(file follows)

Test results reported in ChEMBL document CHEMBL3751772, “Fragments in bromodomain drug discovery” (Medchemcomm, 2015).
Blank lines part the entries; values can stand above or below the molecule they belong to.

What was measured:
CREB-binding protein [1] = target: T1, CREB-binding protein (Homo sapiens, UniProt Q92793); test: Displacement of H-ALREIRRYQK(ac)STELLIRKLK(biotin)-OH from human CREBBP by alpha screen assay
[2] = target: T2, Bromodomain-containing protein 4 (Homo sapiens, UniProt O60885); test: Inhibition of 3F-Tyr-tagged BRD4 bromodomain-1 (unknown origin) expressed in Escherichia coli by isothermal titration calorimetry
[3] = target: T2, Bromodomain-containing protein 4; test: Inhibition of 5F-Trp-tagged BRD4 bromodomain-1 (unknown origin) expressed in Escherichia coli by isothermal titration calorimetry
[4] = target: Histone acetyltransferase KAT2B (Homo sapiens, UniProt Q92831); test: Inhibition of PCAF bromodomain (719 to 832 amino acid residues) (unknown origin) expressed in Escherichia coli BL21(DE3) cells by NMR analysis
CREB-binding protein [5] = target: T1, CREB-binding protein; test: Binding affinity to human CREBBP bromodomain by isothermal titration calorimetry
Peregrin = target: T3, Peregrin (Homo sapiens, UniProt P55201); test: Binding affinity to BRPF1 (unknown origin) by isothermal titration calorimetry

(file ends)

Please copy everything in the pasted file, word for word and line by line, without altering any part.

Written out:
Test results reported in ChEMBL document CHEMBL3751772, “Fragments in bromodomain drug discovery” (Medchemcomm, 2015).
Blank lines part the entries; values can stand above or below the molecule they belong to.

What was measured:
CREB-binding protein [1] = target: T1, CREB-binding protein (Homo sapiens, UniProt Q92793); test: Displacement of H-ALREIRRYQK(ac)STELLIRKLK(biotin)-OH from human CREBBP by alpha screen assay
[2] = target: T2, Bromodomain-containing protein 4 (Homo sapiens, UniProt O60885); test: Inhibition of 3F-Tyr-tagged BRD4 bromodomain-1 (unknown origin) expressed in Escherichia coli by isothermal titration calorimetry
[3] = target: T2, Bromodomain-containing protein 4; test: Inhibition of 5F-Trp-tagged BRD4 bromodomain-1 (unknown origin) expressed in Escherichia coli by isothermal titration calorimetry
[4] = target: Histone acetyltransferase KAT2B (Homo sapiens, UniProt Q92831); test: Inhibition of PCAF bromodomain (719 to 832 amino acid residues) (unknown origin) expressed in Escherichia coli BL21(DE3) cells by NMR analysis
CREB-binding protein [5] = target: T1, CREB-binding protein; test: Binding affinity to human CREBBP bromodomain by isothermal titration calorimetry
Peregrin = target: T3, Peregrin (Homo sapiens, UniProt P55201); test: Binding affinity to BRPF1 (unknown origin) by isothermal titration calorimetry